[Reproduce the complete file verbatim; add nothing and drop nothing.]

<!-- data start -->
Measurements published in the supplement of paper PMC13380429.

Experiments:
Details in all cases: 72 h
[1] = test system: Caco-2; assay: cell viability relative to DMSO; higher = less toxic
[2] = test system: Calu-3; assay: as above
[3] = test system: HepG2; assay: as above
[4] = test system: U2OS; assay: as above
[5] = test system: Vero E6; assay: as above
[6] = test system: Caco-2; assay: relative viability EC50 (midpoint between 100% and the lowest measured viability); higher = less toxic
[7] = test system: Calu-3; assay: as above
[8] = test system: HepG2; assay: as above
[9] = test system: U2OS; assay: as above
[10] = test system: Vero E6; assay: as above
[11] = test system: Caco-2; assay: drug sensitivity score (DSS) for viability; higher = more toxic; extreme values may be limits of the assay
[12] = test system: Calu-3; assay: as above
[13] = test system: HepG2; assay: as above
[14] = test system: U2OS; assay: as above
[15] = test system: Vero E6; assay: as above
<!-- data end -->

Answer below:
Measurements published in the supplement of paper PMC13380429.

Experiments:
Details in all cases: 72 h
[1] = test system: Caco-2; assay: cell viability relative to DMSO; higher = less toxic
[2] = test system: Calu-3; assay: as above
[3] = test system: HepG2; assay: as above
[4] = test system: U2OS; assay: as above
[5] = test system: Vero E6; assay: as above
[6] = test system: Caco-2; assay: relative viability EC50 (midpoint between 100% and the lowest measured viability); higher = less toxic
[7] = test system: Calu-3; assay: as above
[8] = test system: HepG2; assay: as above
[9] = test system: U2OS; assay: as above
[10] = test system: Vero E6; assay: as above
[11] = test system: Caco-2; assay: drug sensitivity score (DSS) for viability; higher = more toxic; extreme values may be limits of the assay
[12] = test system: Calu-3; assay: as above
[13] = test system: HepG2; assay: as above
[14] = test system: U2OS; assay: as above
[15] = test system: Vero E6; assay: as above